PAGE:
Attending a social mixer Lightman flirts with Cynthia, the curator who is the ex-wife of Lightman’s client. Cleverly he entices her into telling him that she was never unfaithful during her marriage. But did Lightman need to dump her in such a thoughtless way, waiting for him to return from feeding a parking meter? He could have told her he had to go to a prearranged meeting. His inconsideration for how she will feel when he doesn’t reappear doesn’t fit with Lightman’s caring attitudes towards his own ex-wife, his daughter, and Foster.
The FBI agent Ben says innocent people don’t run. That is not always so; innocent people run when they are convinced they will be wrongly judged, as is in the case here.
What Foster calls a ‘false inference dodge’ is giving a tangential rather than direct answer to a question. Foster: “Did you kill Connie?” McHenry: “I am not even going to dignify that with an answer.”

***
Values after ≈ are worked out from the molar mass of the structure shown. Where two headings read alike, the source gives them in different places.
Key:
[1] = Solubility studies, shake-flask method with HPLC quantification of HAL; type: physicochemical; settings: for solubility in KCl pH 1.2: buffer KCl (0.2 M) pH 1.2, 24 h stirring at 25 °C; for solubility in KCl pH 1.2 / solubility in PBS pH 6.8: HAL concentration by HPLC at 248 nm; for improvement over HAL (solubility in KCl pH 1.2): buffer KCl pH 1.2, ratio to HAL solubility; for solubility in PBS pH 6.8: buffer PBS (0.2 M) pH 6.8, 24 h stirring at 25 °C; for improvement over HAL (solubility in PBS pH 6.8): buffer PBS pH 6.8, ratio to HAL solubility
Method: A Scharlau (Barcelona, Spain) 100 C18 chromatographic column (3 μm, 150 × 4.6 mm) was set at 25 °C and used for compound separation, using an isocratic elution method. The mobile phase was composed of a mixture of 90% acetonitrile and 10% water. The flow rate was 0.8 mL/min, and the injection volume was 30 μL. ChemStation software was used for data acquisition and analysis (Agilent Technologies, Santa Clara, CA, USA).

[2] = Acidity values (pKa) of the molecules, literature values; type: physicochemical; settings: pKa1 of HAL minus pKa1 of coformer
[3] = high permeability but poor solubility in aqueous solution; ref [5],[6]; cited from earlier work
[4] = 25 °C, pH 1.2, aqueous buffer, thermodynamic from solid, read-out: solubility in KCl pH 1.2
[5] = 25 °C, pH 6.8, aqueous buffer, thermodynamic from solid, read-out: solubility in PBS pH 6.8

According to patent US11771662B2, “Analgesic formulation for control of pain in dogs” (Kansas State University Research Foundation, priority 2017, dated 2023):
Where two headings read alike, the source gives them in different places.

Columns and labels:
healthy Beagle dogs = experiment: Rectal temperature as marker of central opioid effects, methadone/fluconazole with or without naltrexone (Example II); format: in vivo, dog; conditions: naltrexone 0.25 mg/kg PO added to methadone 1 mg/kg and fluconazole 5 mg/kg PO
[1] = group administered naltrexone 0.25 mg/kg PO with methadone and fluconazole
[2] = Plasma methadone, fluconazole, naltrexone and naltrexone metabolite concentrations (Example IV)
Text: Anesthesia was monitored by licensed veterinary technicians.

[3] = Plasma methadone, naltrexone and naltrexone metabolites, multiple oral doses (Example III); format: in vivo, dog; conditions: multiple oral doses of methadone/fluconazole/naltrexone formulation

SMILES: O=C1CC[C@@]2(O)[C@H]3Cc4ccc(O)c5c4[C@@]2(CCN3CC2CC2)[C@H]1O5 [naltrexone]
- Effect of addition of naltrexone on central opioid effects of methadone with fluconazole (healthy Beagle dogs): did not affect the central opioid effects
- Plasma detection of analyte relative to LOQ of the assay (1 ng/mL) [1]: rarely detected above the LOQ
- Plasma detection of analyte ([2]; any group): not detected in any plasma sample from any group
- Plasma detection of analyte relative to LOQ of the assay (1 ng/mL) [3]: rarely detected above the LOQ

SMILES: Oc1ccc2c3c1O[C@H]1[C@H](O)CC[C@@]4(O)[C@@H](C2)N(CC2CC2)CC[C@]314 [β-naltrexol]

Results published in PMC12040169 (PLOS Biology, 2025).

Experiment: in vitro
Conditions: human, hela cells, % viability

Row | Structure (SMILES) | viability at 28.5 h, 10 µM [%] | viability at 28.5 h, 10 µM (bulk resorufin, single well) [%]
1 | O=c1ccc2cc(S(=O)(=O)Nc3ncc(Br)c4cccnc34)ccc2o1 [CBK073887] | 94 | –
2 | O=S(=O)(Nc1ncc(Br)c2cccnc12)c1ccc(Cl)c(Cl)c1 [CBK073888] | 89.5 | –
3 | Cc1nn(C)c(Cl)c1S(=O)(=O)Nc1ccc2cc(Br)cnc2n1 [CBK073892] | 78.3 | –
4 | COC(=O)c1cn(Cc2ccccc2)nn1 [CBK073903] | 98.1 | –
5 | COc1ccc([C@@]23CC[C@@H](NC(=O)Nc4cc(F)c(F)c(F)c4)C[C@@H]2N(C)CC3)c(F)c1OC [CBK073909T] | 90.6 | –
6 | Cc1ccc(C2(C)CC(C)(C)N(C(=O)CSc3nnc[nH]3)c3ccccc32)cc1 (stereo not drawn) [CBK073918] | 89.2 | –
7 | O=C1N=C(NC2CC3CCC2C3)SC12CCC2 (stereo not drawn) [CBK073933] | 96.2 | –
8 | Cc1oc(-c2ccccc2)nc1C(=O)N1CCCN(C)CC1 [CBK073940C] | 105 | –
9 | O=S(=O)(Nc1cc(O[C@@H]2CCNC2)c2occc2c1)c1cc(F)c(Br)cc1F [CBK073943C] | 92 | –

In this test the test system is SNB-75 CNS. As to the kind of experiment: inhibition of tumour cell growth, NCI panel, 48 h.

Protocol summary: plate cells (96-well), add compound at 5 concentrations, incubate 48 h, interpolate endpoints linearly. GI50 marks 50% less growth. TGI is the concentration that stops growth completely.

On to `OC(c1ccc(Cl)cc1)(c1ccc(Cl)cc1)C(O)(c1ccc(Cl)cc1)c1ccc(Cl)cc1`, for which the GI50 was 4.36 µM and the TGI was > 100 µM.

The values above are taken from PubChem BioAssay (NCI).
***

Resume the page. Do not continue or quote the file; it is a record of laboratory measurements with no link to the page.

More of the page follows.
The FBI agent Ben says, “This guy’s the killer.” Torres replies, “He seemed believable when he said he was innocent.” Ben replies, “It seems… that’s not good enough.” In real life when you have to evaluate truthfulness from demeanor it is never more certain than “it seems.” And police officers, like Ben, always want more.
After Torres remarks that Matthieson’s wife has to clean up after his messes, Lightman says “that will do Torres,” and he shows a beautiful anger expression: brows lowered, glaring eyes, and most importantly the upper lip narrowed and lower lip tightened.